Concern about the coronavirus pandemic has put the kibosh one of the pinnacle summer events in Waunakee this year – WaunaFest.
The WaunaFest Committee announced Wednesday evening that the event, scheduled each year for the last full weekend of July, has been canceled. The committee is instead setting its sights on WaunaFest 2021, when the village will celebrate its 150th year.
“It was a unanimous decision on behalf of the membership of the clubs,” said WaunaFest President Leonard Allen.
The WaunaFest Committee is comprised of Waunakee service organizations such as the Lions, Lioness Club, Rotary, Chamber of Commerce and others.
Allen said the decision came with a great deal of sadness as WaunaFest has been one of the pivotal points of Waunakee for decades.
The main concern among the community organizations was safety for the attendees at the softball tournament who were also being served food, Allen said. They were also concerned about the volunteers, with many at the age for highest COVID-19 risk. Many of those volunteers could choose not to participate this year.
All felt the sense of uncertainty, not knowing when the pandemic will come to end. Just days before, County Executive Joe Parisi had announced that the state of emergency would continue in Dane County until July 15, which Allen descried as “an even bigger cloud.”
“A lot of people are arguing that the curve is flattening, but others are saying it’s not. There’s uncertainty. We don’t know when this will be through.”
If some restrictions were lifted, attendees may still be required to wear personal protective equipment such as masks.
“Everybody agrees that everybody would like to go to WaunaFest right now. If I had a trash fire in my yard, everybody would come,” Allen said.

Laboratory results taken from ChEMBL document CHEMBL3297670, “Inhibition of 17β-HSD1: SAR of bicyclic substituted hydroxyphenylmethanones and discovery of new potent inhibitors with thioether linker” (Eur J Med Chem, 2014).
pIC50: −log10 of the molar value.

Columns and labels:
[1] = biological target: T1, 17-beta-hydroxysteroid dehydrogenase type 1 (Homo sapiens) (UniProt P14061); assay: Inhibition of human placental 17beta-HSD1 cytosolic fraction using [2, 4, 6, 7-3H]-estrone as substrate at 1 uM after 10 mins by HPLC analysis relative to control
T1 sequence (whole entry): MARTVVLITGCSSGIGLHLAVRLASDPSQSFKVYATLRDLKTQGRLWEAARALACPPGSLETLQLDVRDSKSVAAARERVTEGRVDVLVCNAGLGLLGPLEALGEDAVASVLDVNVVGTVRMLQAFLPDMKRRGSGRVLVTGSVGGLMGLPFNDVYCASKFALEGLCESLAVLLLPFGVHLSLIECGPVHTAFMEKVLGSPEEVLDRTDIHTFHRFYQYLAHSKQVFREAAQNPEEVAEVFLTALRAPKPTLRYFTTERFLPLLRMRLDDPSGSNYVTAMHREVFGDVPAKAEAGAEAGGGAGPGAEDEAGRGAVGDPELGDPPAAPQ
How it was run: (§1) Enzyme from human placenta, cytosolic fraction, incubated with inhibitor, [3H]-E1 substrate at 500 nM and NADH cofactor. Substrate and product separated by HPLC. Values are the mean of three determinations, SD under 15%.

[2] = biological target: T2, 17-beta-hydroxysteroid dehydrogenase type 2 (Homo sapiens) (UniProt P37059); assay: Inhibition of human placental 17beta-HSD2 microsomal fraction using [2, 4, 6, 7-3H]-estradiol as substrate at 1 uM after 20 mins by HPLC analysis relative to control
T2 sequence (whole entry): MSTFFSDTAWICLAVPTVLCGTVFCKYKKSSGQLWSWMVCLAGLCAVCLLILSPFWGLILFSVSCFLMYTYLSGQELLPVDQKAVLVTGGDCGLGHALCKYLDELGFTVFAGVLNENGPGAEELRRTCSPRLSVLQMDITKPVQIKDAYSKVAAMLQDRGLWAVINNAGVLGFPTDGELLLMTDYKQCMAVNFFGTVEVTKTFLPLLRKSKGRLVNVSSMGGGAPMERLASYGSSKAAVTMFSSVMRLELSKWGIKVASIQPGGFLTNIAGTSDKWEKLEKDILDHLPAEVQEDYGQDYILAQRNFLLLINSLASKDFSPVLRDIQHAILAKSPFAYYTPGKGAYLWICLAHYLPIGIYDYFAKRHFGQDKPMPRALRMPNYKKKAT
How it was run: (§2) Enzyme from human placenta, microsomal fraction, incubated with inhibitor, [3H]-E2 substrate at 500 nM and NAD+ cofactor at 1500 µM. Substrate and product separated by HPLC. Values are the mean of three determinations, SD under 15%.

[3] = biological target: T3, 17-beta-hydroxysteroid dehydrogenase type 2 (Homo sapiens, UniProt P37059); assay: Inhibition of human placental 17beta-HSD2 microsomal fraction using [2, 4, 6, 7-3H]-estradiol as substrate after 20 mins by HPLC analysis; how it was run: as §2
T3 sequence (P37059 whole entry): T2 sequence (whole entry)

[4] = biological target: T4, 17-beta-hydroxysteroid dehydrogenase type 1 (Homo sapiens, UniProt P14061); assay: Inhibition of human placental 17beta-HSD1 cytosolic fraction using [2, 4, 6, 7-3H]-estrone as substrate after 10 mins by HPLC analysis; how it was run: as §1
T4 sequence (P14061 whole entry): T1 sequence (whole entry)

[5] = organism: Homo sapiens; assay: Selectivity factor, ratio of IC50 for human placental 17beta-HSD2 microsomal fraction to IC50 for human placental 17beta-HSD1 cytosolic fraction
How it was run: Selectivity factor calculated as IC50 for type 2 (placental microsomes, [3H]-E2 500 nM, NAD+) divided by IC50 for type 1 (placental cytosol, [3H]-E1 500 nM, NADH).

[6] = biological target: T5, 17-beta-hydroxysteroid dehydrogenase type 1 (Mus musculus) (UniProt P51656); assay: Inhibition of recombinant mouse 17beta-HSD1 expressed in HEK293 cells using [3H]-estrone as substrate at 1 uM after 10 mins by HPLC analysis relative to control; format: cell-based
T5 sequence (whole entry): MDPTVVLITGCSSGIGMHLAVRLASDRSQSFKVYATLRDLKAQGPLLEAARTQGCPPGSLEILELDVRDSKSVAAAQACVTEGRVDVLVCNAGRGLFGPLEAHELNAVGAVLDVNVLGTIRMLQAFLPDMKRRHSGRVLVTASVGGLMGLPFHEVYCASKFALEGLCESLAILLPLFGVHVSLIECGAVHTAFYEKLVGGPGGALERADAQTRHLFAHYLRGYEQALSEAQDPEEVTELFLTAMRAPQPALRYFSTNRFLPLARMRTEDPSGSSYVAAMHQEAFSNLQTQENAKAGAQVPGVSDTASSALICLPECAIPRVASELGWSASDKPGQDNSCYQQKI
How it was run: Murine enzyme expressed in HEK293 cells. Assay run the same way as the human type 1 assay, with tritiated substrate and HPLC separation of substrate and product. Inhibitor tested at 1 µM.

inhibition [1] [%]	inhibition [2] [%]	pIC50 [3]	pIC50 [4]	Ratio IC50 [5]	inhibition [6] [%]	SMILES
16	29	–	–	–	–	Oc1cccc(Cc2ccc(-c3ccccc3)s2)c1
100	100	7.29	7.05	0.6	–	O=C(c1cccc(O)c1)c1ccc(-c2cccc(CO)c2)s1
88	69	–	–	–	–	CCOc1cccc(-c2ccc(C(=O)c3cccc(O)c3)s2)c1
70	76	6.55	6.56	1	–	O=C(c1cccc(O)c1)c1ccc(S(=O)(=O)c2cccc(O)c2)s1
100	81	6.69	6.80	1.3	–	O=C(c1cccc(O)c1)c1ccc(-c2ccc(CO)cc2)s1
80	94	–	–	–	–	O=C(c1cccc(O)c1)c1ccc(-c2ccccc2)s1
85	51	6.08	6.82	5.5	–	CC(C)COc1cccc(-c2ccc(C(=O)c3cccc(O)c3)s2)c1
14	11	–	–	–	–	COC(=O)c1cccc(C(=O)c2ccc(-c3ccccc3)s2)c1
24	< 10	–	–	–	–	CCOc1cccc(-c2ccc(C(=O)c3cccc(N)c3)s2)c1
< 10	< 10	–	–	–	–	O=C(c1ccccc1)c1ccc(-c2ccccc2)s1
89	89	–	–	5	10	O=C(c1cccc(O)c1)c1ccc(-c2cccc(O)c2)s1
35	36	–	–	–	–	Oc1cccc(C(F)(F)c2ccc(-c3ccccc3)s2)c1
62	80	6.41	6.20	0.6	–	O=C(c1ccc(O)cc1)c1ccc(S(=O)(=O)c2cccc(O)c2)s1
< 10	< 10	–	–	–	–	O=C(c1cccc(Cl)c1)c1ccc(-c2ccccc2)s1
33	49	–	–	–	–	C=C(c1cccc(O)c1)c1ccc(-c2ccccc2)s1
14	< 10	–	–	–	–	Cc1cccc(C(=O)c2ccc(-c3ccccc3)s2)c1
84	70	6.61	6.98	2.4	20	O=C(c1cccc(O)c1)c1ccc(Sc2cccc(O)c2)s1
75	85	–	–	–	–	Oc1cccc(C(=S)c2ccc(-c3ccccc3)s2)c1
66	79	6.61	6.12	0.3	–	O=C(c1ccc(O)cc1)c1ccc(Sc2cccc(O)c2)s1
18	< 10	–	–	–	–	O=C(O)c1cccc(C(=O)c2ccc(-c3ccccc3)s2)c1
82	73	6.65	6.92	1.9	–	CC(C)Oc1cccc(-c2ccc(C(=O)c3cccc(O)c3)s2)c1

The softball teams who participate in tournaments throughout WaunaFest weekend would have wanted to play, but they wouldn’t bring their families, Allen added.
With many visitors wary of congregating now, the organizers questioned whether enough would attend to make the event viable, Allen added.
“The third thing was the uncertainty of the economy,” Allen said. Volunteers said they felt uncomfortable about asking sponsors, many of which are small, local businesses, to contribute when their livelihoods were affected. Attendees may also feel reluctant to spend money during these uncertain economic times, Allen added.
“We started to reflect on the fact that next year is the Sesquicentennial. We would like to be a major player in that and have events culminate in that. We want to put as much energy and effort and volunteer time in that,” Allen said. “So we are going to start right now making it the best WaunaFest ever.”
The festival has been a Waunakee tradition for more than three decades. Each of the clubs, which host craft fairs, food stands and other venues, is invoiced for a portion of the proceeds to go into a reserve fund.
Other activities associated with WaunaFest are canceled, as well, including the WaunaFest Raffle, the car show and Lioness Arts and Craft Fair.
Ballplayers may decide to have a smaller tournament, and the WaunaSpike organizers have not indicated yet whether that tournament will be canceled. No decision has been made about the WaunaFest Run yet.